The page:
11. 11.

    & in Biomineralization. Reviews in Mineralogy & Geochemistry, Vol. 54 (eds Dove, P. M., Weiner, S. & Yoreo, J. J.) Ch. 6, 151–187 (The Mineralogical Society of America, 2003).

  12. 12.

    , & in Studies on the Physiology of Corals, Vol. 1 (British Museum, 1931).

  13. 13.

    Coral skeletal chemistry: physiological and environmental regulation of stable isotopes and trace metals in Montastrea annularis. Proc. R. Soc. Lond. B Biol. Sci. 196, 291–315 (1977).

  14. 14.

    et al. Biomineralisation in reef-building corals: from molecular mechanisms to environmental control. C. R. Palevol. 3, 453–467 (2004).

  15. 15.

    et al. Coral biomineralization: from the gene to the environment. J. Exp. Mar. Biol. Ecol. 408, 58–78 (2011).

  16. 16.

    et al. Microelectrode characterization of coral daytime interior pH and carbonate chemistry. Nat. Commun. 7, 11144 (2016).

  17. 17.

    , , & Coral resilience to ocean acidification and global warming through pH up-regulation. Nat. Clim. Chang. 2, 623–627 (2012).

  18. 18.

    et al. Coral calcifying fluid pH dictates response to ocean acidification. Sci. Rep. 4, 5207–5211 (2014).

  19. 19.

    , , & Factors affecting B/Ca ratios in synthetic aragonite. Chem. Geol. 437, 67–76 (2016).

  20. 20.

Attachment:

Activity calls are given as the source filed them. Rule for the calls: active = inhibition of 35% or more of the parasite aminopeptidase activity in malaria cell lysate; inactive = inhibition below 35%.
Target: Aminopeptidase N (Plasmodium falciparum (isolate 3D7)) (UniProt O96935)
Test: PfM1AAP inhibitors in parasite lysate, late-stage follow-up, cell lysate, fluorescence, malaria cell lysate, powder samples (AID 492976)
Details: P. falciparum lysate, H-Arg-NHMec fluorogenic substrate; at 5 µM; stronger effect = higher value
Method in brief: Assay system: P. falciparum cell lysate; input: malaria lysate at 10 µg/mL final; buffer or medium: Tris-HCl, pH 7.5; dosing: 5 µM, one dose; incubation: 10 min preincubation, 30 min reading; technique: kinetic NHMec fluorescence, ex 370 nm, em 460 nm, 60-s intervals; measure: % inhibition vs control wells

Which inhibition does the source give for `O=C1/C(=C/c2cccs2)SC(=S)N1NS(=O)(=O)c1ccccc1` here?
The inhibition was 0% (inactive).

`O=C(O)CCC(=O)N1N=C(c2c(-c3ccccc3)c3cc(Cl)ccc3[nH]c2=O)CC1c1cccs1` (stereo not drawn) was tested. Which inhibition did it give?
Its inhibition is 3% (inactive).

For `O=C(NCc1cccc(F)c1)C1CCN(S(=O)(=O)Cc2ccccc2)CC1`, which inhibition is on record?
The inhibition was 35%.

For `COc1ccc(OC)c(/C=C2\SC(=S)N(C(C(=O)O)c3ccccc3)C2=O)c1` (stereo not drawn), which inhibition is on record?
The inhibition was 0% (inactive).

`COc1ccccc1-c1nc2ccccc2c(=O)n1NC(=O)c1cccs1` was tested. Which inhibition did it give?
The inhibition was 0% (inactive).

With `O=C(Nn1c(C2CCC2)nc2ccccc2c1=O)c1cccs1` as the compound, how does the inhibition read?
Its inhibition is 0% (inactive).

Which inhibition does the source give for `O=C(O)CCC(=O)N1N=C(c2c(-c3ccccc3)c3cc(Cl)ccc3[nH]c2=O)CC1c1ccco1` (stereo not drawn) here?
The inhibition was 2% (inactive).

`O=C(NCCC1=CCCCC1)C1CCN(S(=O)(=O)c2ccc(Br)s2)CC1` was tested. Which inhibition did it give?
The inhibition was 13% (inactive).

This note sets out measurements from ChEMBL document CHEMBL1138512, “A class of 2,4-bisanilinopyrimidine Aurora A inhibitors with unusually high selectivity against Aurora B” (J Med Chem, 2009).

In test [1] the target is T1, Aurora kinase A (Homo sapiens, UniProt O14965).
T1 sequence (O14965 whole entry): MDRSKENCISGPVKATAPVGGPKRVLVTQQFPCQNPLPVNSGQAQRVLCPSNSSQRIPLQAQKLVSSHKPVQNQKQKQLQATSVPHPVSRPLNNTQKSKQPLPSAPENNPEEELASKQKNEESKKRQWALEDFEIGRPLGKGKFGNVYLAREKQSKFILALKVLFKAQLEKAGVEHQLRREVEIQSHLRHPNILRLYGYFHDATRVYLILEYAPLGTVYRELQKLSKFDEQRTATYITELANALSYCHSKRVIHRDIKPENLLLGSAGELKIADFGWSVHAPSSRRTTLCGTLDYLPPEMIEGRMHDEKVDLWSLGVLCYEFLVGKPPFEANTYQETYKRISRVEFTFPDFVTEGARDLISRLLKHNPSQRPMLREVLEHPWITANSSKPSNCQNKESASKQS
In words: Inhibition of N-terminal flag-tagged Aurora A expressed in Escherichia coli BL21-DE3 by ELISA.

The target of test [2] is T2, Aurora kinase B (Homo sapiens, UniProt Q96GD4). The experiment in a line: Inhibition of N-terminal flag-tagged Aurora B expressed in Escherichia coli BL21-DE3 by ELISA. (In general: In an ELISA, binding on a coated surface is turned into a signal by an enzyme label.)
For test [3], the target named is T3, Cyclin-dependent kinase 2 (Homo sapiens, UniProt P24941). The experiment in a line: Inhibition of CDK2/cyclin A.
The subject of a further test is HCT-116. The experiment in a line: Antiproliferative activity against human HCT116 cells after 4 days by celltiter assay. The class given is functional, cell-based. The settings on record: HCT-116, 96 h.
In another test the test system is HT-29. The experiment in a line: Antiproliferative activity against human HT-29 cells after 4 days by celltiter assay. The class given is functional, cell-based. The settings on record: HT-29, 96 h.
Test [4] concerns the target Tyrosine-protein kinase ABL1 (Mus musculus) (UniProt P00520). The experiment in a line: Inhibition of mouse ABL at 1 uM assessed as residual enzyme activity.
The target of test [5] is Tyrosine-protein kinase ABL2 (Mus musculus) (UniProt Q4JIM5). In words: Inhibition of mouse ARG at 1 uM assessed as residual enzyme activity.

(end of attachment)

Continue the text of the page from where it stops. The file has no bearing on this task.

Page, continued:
, , , & Corals concentrate dissolved inorganic carbon to facilitate calcification. Nat. Commun. 5, 5741 (2014).

  21. 21.

    et al. Assessing the drivers of spatial variation in thermal forcing across a nearshore reef system and implications for coral bleaching. Limnol. Oceanogr. 59, 1241–1255 (2014).

  22. 22.

    , & Dynamics of seawater carbonate chemistry, production, and calcification of a coral reef flat, central Great Barrier Reef. Biogeosciences 10, 6747–6758 (2013).

  23. 23.

    , , , & A high-resolution Sr/Ca and δ18O coral record from the Great Barrier Reef, Australia, and the 1982-1983 El Niño. Geochim. Cosmochim. Acta 58, 2747–2754 (1994).

  24. 24.

    , , & Physical and Biological controls on the carbonate chemistry of coral reef waters: effects of metabolism, wave forcing, sea level, and geomorphology. PLoS ONE 8, e53303 (2013).

  25. 25.

    et al. Climatological distributions of pH, pCO2, total CO2, alkalinity, and CaCO3 saturation in the global surface ocean, and temporal changes at selected locations. Mar. Chem. 164, 95–125 (2014).

  26. 26.

    , , & Compositional and morphological features of aragonite precipitated experimentally from seawater and biogenically by corals. Geochim. Cosmochim. Acta 73, 4166–4179 (2009).

  27. 27.

    & Scleractinian coral species survive and recover from decalcification. Science 315, 1811 (2007).

  28. 28.

    & Relative precipitation rates of aragonite and Mg calcite from seawater: Temperature or carbonate ion control? Geology 15, 111–114 (1987).

  29. 29.

    , , , & in Coral Reefs: an ecosystem in transition (eds Dubinsky, Z. & Stambler, N.) 151–176 (Springer, 2011).

  30. 30.